Marks & Spencer has launched a transformation programme called 2020 – Doing the right thing, to be headed by finance director Ian Dyson.

The initiative, designed to “deliver a step change” in how Marks & Spencer services customer needs and operates, came as the retailer posted a fall in adjusted preliminary pre-tax profits to £704.4m from £1bn and cut its dividend.

Dyson’s leadership of the change programme may indicate that he is emerging as the internal front-runner to succeed executive chairman Sir Stuart Rose, who will stand down by July 2011.

Dyson will chair a 2020 “executive change team” comprising food supremo John Dixon, clothing boss Kate Bostock – who now also assumes responsibility for home as all general merchandise businesses are brought together, and HR chief Tanith Dodge. International director Carl leaver is to leave the business “by mutual agreement”.

The main objectives of the 2020 programme will be to accelerate M&S’s multichannel operations, “focusing on the customer whichever channel they want to use”, driving international operations and reinvigorating “brand communication with customers”.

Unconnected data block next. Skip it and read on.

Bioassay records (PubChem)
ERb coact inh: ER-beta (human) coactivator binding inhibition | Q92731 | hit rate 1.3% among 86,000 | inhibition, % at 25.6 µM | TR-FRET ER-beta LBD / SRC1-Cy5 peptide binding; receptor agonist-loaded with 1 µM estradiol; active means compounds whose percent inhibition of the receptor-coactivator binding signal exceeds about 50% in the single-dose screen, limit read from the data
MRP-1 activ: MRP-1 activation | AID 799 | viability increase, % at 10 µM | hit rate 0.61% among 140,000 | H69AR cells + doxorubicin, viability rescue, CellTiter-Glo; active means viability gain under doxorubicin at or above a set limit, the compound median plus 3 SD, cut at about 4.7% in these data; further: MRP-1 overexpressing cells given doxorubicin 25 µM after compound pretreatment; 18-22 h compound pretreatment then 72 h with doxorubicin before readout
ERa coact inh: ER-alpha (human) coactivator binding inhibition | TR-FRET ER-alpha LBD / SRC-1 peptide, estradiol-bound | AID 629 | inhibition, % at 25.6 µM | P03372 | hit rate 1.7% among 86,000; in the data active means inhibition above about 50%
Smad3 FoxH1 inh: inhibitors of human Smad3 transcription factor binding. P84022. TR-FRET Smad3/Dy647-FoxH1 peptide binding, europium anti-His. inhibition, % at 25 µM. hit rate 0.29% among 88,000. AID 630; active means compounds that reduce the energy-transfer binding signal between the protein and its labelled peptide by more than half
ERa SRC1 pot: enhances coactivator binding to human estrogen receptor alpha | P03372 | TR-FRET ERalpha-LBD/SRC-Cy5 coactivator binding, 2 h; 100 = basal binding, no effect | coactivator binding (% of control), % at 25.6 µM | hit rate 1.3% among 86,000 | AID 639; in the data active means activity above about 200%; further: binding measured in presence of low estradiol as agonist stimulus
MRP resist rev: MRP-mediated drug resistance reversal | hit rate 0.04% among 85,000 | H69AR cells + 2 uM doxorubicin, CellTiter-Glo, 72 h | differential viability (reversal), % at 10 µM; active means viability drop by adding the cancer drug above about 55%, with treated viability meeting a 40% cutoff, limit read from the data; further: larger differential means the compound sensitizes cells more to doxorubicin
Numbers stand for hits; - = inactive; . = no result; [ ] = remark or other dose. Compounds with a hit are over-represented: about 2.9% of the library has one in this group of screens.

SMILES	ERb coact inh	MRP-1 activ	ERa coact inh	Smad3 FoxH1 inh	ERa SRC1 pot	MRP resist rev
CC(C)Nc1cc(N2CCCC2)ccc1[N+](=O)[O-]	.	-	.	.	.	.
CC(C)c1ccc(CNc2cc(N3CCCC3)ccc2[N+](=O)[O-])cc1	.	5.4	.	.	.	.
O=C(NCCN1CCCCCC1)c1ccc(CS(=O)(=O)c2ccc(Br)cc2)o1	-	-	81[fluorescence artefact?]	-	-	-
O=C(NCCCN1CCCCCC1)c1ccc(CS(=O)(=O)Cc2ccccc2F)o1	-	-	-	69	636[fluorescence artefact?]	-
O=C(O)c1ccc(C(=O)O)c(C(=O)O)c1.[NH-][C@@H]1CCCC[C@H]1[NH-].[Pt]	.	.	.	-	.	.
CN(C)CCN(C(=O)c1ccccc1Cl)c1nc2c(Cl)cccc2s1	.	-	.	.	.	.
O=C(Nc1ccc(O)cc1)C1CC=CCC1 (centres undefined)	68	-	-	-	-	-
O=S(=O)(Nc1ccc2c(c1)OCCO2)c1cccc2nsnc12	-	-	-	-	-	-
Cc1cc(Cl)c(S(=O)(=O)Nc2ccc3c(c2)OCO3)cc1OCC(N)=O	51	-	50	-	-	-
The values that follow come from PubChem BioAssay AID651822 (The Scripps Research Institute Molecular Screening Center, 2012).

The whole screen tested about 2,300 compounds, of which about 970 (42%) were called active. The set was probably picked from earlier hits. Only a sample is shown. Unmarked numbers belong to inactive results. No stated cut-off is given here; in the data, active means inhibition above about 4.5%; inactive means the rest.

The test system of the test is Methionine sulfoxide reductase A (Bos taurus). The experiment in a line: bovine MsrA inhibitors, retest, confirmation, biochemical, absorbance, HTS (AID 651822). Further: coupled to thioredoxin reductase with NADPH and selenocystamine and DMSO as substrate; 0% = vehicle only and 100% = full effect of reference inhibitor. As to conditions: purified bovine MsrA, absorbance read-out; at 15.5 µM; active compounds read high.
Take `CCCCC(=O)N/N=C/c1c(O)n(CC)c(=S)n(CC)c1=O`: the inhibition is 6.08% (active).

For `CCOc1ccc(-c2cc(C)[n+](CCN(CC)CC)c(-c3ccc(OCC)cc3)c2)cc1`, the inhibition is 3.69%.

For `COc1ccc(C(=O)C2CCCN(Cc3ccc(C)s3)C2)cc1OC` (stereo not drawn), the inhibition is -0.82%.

Marks & Spencer’s sales rose 0.4 per cent over the year to reach £9.1 bn. UK sales fell 1.7 per cent but international turnover climbed by 25.9 per cent.

UKlike-for-likes fell 5.9 per cent – down 6.9 per cent in general merchandise and five per cent in food.

Rose said: “During the year we acted decisively to meet the challenges of the economic downturn, responding quickly to the changing needs of our customers, managing costs tightly and protecting our balance sheet. We sharpened our values without compromising on quality.”

He said that trading in the first seven weeks of the new yearn has been “broadly in line” with fourth quarter trends.